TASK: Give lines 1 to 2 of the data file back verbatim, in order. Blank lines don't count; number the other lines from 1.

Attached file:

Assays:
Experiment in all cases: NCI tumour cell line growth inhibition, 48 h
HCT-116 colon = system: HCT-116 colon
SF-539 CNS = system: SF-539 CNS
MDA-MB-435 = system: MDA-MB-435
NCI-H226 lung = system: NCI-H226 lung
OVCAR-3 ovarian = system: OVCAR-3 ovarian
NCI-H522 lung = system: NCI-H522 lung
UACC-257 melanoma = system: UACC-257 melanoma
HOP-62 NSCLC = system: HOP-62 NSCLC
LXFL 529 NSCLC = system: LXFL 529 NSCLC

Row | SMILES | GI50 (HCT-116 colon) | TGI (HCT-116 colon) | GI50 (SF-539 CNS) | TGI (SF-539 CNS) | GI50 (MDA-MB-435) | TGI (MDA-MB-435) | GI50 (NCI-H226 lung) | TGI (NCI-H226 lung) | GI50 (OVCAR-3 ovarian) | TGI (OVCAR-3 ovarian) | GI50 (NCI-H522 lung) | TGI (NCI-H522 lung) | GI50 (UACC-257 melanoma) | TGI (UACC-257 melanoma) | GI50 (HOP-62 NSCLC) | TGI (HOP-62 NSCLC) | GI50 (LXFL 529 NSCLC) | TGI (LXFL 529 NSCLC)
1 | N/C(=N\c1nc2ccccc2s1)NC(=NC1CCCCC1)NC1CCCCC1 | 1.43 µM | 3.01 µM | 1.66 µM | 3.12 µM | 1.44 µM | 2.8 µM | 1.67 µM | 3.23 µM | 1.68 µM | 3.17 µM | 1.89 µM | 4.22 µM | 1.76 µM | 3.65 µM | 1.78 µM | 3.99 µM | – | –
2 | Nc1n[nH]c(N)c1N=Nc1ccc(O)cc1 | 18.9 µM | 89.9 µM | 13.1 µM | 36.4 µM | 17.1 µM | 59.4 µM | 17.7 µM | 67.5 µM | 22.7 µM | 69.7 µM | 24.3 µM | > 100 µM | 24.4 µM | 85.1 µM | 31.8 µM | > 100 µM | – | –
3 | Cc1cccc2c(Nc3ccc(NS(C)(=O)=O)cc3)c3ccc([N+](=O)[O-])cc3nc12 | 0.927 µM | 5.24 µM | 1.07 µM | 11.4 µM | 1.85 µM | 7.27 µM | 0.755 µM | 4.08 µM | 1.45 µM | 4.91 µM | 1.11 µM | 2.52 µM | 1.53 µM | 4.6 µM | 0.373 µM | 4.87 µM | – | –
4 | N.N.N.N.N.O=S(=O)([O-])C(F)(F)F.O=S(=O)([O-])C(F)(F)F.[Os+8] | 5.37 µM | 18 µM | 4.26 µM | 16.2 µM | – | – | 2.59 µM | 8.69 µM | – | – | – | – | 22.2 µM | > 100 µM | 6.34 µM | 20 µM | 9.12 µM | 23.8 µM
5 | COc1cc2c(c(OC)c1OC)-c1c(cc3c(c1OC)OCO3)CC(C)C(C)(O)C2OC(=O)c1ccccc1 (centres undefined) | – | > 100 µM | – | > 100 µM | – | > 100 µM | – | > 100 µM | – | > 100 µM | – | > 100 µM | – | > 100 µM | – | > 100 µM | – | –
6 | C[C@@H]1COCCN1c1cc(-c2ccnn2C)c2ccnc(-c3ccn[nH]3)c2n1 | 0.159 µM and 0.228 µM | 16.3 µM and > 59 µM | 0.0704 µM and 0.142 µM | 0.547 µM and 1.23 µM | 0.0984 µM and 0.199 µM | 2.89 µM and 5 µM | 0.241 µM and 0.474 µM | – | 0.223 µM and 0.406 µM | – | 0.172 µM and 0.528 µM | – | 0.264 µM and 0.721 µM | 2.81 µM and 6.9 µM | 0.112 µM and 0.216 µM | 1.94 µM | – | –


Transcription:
Assays:
Experiment in all cases: NCI tumour cell line growth inhibition, 48 h